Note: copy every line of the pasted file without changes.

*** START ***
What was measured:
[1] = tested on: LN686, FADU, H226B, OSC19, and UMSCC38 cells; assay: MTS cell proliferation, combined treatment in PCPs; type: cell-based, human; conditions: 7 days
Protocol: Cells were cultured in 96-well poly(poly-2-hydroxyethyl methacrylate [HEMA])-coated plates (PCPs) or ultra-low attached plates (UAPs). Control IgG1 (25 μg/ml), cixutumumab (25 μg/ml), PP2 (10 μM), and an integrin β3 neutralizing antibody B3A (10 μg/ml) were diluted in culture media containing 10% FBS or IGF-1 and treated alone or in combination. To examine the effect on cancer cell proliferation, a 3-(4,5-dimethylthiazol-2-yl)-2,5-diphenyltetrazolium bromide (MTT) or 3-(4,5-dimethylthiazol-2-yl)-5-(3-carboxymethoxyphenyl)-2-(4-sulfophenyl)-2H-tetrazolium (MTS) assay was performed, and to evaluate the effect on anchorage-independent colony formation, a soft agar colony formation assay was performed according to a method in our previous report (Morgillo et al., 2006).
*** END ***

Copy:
What was measured:
[1] = tested on: LN686, FADU, H226B, OSC19, and UMSCC38 cells; assay: MTS cell proliferation, combined treatment in PCPs; type: cell-based, human; conditions: 7 days
Protocol: Cells were cultured in 96-well poly(poly-2-hydroxyethyl methacrylate [HEMA])-coated plates (PCPs) or ultra-low attached plates (UAPs). Control IgG1 (25 μg/ml), cixutumumab (25 μg/ml), PP2 (10 μM), and an integrin β3 neutralizing antibody B3A (10 μg/ml) were diluted in culture media containing 10% FBS or IGF-1 and treated alone or in combination. To examine the effect on cancer cell proliferation, a 3-(4,5-dimethylthiazol-2-yl)-2,5-diphenyltetrazolium bromide (MTT) or 3-(4,5-dimethylthiazol-2-yl)-5-(3-carboxymethoxyphenyl)-2-(4-sulfophenyl)-2H-tetrazolium (MTS) assay was performed, and to evaluate the effect on anchorage-independent colony formation, a soft agar colony formation assay was performed according to a method in our previous report (Morgillo et al., 2006).